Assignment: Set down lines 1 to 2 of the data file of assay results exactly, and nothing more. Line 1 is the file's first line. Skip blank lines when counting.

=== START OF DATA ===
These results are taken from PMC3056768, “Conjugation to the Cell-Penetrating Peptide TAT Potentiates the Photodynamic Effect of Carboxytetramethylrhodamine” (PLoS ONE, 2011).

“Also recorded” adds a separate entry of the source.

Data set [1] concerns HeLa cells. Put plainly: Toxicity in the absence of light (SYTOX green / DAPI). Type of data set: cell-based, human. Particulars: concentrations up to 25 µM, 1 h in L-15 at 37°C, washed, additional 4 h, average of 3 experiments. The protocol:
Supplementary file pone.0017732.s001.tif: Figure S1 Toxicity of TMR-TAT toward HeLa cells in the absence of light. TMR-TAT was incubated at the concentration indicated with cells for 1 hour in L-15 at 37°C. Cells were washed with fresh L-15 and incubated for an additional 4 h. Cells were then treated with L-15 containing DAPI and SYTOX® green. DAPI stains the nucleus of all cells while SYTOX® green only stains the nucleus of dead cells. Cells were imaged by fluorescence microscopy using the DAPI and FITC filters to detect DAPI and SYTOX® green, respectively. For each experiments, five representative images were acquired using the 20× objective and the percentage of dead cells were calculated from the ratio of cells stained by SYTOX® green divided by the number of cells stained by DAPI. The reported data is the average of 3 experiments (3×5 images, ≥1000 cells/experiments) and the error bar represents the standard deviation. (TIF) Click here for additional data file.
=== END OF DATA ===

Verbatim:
These results are taken from PMC3056768, “Conjugation to the Cell-Penetrating Peptide TAT Potentiates the Photodynamic Effect of Carboxytetramethylrhodamine” (PLoS ONE, 2011).

“Also recorded” adds a separate entry of the source.